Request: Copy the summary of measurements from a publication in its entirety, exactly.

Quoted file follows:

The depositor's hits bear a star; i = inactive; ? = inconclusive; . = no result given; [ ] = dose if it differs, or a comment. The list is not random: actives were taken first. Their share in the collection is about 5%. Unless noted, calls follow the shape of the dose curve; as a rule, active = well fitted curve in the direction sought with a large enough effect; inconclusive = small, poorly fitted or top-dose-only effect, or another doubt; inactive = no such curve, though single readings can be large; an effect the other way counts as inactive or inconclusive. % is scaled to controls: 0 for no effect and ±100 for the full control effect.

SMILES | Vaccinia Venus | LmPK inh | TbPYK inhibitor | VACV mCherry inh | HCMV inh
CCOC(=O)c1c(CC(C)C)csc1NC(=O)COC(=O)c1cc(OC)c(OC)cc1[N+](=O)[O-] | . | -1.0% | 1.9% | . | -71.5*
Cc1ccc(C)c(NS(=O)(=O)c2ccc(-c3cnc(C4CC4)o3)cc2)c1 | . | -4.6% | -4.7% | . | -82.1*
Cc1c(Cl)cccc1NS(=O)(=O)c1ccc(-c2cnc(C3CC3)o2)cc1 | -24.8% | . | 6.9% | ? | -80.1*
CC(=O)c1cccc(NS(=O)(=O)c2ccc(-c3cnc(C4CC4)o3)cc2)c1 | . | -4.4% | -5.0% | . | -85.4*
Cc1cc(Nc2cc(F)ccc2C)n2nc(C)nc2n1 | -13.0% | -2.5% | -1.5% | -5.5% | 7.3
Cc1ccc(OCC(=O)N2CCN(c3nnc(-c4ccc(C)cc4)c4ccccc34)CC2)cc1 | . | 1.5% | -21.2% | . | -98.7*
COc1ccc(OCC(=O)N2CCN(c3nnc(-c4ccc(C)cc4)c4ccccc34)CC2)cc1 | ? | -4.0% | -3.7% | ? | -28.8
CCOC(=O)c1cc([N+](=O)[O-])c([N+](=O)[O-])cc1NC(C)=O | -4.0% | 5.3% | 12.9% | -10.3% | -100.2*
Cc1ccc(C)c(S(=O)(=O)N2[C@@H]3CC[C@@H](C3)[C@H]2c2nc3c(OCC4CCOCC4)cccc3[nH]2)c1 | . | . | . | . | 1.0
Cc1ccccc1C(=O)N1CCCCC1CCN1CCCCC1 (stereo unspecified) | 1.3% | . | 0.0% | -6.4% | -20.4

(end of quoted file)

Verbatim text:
The depositor's hits bear a star; i = inactive; ? = inconclusive; . = no result given; [ ] = dose if it differs, or a comment. The list is not random: actives were taken first. Their share in the collection is about 5%. Unless noted, calls follow the shape of the dose curve; as a rule, active = well fitted curve in the direction sought with a large enough effect; inconclusive = small, poorly fitted or top-dose-only effect, or another doubt; inactive = no such curve, though single readings can be large; an effect the other way counts as inactive or inconclusive. % is scaled to controls: 0 for no effect and ±100 for the full control effect.

SMILES | Vaccinia Venus | LmPK inh | TbPYK inhibitor | VACV mCherry inh | HCMV inh
CCOC(=O)c1c(CC(C)C)csc1NC(=O)COC(=O)c1cc(OC)c(OC)cc1[N+](=O)[O-] | . | -1.0% | 1.9% | . | -71.5*
Cc1ccc(C)c(NS(=O)(=O)c2ccc(-c3cnc(C4CC4)o3)cc2)c1 | . | -4.6% | -4.7% | . | -82.1*
Cc1c(Cl)cccc1NS(=O)(=O)c1ccc(-c2cnc(C3CC3)o2)cc1 | -24.8% | . | 6.9% | ? | -80.1*
CC(=O)c1cccc(NS(=O)(=O)c2ccc(-c3cnc(C4CC4)o3)cc2)c1 | . | -4.4% | -5.0% | . | -85.4*
Cc1cc(Nc2cc(F)ccc2C)n2nc(C)nc2n1 | -13.0% | -2.5% | -1.5% | -5.5% | 7.3
Cc1ccc(OCC(=O)N2CCN(c3nnc(-c4ccc(C)cc4)c4ccccc34)CC2)cc1 | . | 1.5% | -21.2% | . | -98.7*
COc1ccc(OCC(=O)N2CCN(c3nnc(-c4ccc(C)cc4)c4ccccc34)CC2)cc1 | ? | -4.0% | -3.7% | ? | -28.8
CCOC(=O)c1cc([N+](=O)[O-])c([N+](=O)[O-])cc1NC(C)=O | -4.0% | 5.3% | 12.9% | -10.3% | -100.2*
Cc1ccc(C)c(S(=O)(=O)N2[C@@H]3CC[C@@H](C3)[C@H]2c2nc3c(OCC4CCOCC4)cccc3[nH]2)c1 | . | . | . | . | 1.0
Cc1ccccc1C(=O)N1CCCCC1CCN1CCCCC1 (stereo unspecified) | 1.3% | . | 0.0% | -6.4% | -20.4